(Or why I fell in love with documentary photography and how I hope you will too)
I have a tendency towards nostalgia. I used to find it annoying to get all sentimental about things others seemed to brush off, like the change of seasons or packing up to go home from a family camping trip. And when my son was born, there came even more reasons to get sentimental. Every milestone seems to signal an end to a period of his childhood. His growth is beautiful to witness, but I’ll probably always reminisce about how, as a newborn, he could sleep anywhere and through anything (as long as it was on me!) or how he loved to climb everything to change his view of the world.
As I document more of these moments with my camera, rather than lamenting sentimentality, I try to use it as a tool to recognize and capture moments that matter. What’s more, I'm coming to think of nostalgia as a reminder that what we do in our daily lives is important and worth remembering and being sentimental over. Even the monotonous and mundane make up who we are and contribute to the lives of those around us and, especially, those closest to us. In short, the little moments matter. Like the silly songs I sing to get my son to open his mouth so we can brush his teeth. Or how he loves to snuggle in close while we read to him.
I'm often reminded (especially when I'm feeling overwhelmed by my to-do list) of the popular Annie Dillard quote, "How we spend our days is, of course, how we spend our lives." Dillard explains, "What we do with this hour, and the next one, is what we are doing." Focusing on the next activity before I'm finished with the first is so hard not to do. I have an unending list of things I want to do (don’t we all!), but at the top, of course, is spending time with my family. Undistracted, present, quality time. It's a learned skill, for me at least. I can be easily distracted by the running dialogue in my head (dinner, dishes, dirty laundry, work, etc.), but I like to think I’m getting better. And it helps that my son is old enough now to participate in some of these mundane activities, like cooking dinner or feeding the cats and dog.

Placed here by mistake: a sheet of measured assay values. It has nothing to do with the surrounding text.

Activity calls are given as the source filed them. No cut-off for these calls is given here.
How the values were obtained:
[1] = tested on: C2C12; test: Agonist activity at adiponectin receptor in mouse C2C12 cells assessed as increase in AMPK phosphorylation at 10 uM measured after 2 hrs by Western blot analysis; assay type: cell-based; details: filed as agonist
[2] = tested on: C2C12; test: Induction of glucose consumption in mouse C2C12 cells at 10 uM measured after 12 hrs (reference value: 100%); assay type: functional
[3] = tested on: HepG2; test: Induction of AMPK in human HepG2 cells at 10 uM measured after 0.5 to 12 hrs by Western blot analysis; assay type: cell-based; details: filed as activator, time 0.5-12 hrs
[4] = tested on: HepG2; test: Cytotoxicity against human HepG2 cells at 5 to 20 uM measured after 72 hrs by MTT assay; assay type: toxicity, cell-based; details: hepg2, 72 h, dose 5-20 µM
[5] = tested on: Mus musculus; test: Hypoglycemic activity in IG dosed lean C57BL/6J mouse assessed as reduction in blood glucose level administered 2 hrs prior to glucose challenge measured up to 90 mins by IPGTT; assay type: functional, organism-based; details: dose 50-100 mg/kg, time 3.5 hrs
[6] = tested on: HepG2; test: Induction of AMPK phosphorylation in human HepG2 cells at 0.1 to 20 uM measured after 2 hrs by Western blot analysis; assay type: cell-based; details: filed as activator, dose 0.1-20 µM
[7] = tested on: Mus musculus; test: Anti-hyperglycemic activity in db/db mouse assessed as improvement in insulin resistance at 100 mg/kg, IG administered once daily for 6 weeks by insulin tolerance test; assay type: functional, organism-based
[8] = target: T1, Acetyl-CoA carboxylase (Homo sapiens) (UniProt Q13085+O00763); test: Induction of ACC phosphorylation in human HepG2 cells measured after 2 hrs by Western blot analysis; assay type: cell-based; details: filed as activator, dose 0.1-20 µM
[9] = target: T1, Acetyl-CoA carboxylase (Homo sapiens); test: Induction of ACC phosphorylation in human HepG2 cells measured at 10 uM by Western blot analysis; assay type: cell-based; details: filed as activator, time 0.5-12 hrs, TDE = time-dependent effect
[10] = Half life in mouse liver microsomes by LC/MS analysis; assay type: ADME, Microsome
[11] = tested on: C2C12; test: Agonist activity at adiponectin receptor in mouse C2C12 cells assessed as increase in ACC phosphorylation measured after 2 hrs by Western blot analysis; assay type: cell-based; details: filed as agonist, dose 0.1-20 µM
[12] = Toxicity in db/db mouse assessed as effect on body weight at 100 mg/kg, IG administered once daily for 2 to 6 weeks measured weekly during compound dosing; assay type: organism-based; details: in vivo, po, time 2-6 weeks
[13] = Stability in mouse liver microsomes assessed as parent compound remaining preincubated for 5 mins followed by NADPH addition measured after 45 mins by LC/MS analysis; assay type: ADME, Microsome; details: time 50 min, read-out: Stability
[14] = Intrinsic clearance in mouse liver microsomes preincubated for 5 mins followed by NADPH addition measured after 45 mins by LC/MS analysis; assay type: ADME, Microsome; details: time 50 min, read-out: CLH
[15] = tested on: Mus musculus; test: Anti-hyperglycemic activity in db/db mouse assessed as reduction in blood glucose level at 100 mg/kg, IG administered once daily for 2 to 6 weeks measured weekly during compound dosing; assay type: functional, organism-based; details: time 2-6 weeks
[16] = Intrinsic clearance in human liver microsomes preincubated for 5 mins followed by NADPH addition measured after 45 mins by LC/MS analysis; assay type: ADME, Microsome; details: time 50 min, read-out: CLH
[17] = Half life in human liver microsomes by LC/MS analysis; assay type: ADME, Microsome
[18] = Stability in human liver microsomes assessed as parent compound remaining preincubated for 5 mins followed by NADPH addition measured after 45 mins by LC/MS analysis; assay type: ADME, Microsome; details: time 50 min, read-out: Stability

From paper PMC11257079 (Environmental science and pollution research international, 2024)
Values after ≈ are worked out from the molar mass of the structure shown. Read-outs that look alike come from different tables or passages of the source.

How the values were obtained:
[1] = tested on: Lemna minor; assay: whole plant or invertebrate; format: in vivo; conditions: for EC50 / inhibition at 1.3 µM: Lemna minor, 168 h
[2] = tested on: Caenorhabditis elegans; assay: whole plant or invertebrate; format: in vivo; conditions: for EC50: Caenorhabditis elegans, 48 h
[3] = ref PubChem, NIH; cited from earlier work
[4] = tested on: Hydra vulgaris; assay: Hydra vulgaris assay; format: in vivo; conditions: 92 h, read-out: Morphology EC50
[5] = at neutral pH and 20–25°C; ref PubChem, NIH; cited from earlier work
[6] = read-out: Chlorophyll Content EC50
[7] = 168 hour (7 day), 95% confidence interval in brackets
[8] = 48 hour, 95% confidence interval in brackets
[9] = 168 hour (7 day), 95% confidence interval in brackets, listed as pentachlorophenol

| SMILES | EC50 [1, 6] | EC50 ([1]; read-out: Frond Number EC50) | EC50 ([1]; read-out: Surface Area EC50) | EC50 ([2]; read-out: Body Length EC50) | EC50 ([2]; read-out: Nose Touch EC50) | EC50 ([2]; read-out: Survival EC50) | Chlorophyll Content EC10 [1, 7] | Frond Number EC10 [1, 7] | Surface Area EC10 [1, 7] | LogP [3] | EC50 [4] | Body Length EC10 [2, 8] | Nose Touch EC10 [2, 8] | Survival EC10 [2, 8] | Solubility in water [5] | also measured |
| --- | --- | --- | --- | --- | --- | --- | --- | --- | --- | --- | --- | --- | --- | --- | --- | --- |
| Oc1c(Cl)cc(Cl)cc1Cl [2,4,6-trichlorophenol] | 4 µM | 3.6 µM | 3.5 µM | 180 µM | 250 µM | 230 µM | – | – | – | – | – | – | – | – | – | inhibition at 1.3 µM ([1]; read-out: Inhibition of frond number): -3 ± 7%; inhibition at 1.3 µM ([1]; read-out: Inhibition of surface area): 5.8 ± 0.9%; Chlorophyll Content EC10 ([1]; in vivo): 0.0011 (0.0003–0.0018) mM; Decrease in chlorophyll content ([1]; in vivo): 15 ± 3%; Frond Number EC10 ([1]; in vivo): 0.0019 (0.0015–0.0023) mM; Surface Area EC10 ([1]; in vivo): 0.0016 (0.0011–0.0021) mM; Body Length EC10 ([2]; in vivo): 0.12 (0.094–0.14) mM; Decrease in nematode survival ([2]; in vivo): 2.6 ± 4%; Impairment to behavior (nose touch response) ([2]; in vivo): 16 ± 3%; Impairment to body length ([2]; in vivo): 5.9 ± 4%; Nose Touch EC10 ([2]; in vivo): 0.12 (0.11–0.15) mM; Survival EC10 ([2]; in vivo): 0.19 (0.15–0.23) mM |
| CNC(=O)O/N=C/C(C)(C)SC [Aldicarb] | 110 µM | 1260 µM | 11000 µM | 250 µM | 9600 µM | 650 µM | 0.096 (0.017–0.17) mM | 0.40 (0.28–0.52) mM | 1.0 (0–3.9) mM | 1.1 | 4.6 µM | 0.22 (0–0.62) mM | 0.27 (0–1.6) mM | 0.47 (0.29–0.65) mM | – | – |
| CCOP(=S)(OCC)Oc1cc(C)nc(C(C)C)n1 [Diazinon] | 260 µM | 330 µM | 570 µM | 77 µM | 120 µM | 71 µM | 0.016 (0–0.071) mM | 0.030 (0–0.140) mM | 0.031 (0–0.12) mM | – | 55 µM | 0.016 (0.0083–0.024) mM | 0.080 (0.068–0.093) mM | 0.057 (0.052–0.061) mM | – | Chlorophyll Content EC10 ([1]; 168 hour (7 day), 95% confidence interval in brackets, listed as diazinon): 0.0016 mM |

An ever growing appreciation for the value in spending my moments wisely (even when I'm utterly failing) are reasons I love photography. I can capture candid, fleeting moments, whether part of a special day or simply revealing of the sweetness in the routine, to savor and discover anew when one day I've perhaps forgotten, for example, how my son tilts his head to the side and furrows his little eyebrows whenever he's thinking hard about something. Or how peaceful weekend mornings can be when the house is quiet and we stand at the window and marvel at the sunrise.
I used to think, "How could I ever forget something like this?" But my memory fails me in so many ways. Life's daily demands have a way of overtaking space for even the sweetest moments that make up our days. Writing these moments down, taking pictures and videos - are all so important to helping us remember that what we do every day matters. Hopefully, passing these memories on to our children and theirs will help them remember this lesson too. As Aristotle put it, "You are what you repeatedly do." I'd like to repeatedly be present and appreciative of the simplest gift in life. Time to be with and celebrate loved ones and friends. And I want to capture that time beautifully to be remembered again and again.
Sentimental or not, this is why I’m passionate about documenting family moments. What are the moments that you want remember? And here's another manifesto, a more eloquent and farther reaching call to action than anything I could attempt, and one that inspires me to live more fully (and document along the way!).
"Life is about the people you meet and the things you create with them." - from the Holstee Manifesto
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